The Flawed Premise: How When Harry Met Sally Kept Me in the Friends Column

Warning: Friends with Kids spoiler ahead…read at your own risk.

I think When Harry Met Sally ruined my life.  Well, at least I think it ruined my dating life.  I came to this conclusion after seeing the movie Friends with Kids this past weekend.  The premise is that two friends decide to have a kid together so they can skip the romance sucking whirlwind that children seem to be to a marriage and leave themselves open to romance in their future relationships with their respective “person”.  As in When Harry Met Sally, when the woman voices her love for her friend there is the inevitable break-up of the friendship, followed by the overwhelming romantic moment when the man realizes he was in love with her all along and pleads for her to still be in love with him.

For a good fifteen years I bought into waiting for, as have millions of other women, the moment when a man who has been your friend suddenly realizes he is emphatically in love with you.  It’s what should happen – what I should wait for!  If I can just be a good enough friend, one day it’ll pay off.  He’ll realize I’m the one.  While watching Friends with Kids I realized with horror that the truest moment in the movie, the one that has happened over and over in my own life, is the moment at the woman’s birthday dinner where she spills her secret and he honestly says to her, “I love you. You’re my best friend, but I’m not attracted to you.”

Truth is – in real life – that’s where the movie would end, and it would be a tragedy.  The guy moves awkwardly on and she spends the next year getting over her feelings just to go ahead and fall for another “friend”…always hoping for that When Harry Met Sally moment when the guy will realize it’s been her all along.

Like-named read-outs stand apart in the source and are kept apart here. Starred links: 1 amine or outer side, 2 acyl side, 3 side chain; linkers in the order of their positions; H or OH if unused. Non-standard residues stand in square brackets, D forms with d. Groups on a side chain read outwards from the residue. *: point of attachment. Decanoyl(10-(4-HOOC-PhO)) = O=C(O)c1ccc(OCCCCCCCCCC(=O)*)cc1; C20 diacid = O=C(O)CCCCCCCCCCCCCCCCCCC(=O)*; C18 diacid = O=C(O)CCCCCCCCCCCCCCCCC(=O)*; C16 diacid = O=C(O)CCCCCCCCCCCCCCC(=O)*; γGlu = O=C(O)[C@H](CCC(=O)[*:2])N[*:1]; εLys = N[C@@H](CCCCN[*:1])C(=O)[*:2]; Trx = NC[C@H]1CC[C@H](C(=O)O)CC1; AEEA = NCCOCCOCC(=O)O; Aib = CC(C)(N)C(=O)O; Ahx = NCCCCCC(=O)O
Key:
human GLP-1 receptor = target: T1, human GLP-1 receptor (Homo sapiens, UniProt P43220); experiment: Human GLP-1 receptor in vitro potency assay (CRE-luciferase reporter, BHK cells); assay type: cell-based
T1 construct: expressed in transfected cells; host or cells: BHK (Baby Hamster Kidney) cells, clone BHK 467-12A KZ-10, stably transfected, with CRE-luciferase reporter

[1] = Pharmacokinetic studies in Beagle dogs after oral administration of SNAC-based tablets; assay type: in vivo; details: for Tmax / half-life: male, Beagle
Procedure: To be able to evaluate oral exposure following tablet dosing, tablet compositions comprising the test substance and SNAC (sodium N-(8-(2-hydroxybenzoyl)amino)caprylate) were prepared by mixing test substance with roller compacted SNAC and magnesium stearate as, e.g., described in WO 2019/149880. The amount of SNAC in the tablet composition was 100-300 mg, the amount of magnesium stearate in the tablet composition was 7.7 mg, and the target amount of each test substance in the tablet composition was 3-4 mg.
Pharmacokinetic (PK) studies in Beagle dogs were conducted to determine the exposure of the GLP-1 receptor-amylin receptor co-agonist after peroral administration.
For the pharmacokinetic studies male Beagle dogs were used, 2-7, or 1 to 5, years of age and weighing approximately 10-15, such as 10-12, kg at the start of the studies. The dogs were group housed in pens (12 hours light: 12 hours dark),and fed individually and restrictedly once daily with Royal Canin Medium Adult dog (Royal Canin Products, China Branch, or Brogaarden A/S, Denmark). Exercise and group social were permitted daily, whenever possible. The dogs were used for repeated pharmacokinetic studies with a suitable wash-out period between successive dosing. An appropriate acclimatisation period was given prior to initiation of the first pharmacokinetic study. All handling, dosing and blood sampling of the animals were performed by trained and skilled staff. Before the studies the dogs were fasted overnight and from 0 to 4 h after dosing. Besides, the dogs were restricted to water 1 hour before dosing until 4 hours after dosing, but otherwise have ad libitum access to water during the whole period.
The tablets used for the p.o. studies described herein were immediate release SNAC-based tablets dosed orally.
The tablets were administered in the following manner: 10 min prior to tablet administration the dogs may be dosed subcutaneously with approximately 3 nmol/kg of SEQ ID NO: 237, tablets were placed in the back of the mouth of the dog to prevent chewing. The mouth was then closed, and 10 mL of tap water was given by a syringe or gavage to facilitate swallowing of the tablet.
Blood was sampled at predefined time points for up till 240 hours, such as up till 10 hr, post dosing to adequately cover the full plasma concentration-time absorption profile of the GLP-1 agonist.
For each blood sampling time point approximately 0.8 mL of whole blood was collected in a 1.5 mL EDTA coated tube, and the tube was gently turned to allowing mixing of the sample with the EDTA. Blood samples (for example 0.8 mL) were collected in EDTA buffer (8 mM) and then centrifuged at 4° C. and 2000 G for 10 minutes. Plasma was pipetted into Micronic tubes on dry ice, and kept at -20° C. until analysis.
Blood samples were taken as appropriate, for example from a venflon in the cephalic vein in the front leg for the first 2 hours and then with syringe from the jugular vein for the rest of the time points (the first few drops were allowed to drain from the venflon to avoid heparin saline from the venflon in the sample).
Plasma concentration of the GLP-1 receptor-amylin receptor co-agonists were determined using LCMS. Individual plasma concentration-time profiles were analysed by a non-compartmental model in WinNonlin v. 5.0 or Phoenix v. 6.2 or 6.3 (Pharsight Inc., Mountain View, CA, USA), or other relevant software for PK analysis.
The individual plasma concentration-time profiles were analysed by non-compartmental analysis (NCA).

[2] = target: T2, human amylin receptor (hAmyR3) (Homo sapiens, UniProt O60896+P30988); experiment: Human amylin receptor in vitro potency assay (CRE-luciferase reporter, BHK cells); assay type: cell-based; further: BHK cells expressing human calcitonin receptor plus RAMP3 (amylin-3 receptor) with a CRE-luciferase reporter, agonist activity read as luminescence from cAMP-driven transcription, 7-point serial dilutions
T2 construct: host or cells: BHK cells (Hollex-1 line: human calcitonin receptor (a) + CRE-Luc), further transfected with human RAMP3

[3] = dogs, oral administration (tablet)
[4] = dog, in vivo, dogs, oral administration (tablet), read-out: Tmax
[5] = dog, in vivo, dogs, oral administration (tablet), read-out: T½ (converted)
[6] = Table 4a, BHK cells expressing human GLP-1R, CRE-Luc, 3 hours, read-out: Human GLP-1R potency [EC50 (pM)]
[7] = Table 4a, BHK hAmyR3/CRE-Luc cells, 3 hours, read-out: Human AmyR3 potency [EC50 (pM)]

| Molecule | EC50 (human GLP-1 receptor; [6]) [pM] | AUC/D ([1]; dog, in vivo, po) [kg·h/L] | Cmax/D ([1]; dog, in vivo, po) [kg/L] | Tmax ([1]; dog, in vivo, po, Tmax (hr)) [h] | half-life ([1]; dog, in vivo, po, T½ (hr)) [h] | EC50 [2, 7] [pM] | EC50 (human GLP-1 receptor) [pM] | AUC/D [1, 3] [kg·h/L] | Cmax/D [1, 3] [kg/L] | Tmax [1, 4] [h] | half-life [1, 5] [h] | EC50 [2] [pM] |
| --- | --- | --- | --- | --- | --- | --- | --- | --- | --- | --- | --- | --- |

This realization made me consider how I’ve approached attraction and dating since viewing that Billy Crystal/Meg Ryan classic romantic comedy.  The thing is, I think, (I’m not a guy so I can’t know for sure) that guys aren’t looking for a best friend, at least initially.  I realize that I have been operating from a flawed premise.  While I may be able to fall in love with a best friend, a guy’s not going to really be my best friend until after he falls in love with me.  I have watched so many guys I’ve been “friends” with that I’ve had crushes on over the years pick/marry the girl that I looked at and thought, “Seriously?  She’s nothing like him.  They’ll never make it.  She doesn’t even like the same stuff he does.  How can he stand hanging out with her?”  What I didn’t see was the attraction that comes from the fact that she’s not like him; the mystery that comes from her otherness.

Once a man has put you in the friend column it’s extremely difficult to get out.  Unfortunately, I’ve been sticking myself into it on purpose for quite a while.  “Hi, let me show you how great I am at talking sports.  Let me listen to your stories about your ex or the girl across the way you want to hit on.  You want to hang out after your divorce but you’re not ready to date anyone yet?  Of course – that’s fine.”  I’ve been pretty stupid. (Caveat – if I wasn’t truly repressing my girly/romantic nature and trying to be his “friend” this wouldn’t have been stupid, but I was.) I like soap operas and romance novels.  I like when a guy opens the car door for me.  I like jewelry and flowers and chic flicks with other girls over football games with the guys.  I want to wear clothes that make him think I’m beautiful and desirable as opposed to non-threatening and laid back.  I want him to like my mind but not because it’s like his…I want him to like it because it’s mine.

Flipping it the other way, I wouldn’t really want a guy that acted like my girlfriends either!  When I look at my successful relationships there’s no question they didn’t start out as friendships.  In fact, only my biggest heart breaks have come from this common romantic comedy formula for love.  So why is it so hard to give up on this silly dream of the best guy friend that suddenly sees he’s been in love with you the whole time?  I’m not 100% sure but I definitely place a good portion of the blame on a guy named Harry and a girl named Sally.

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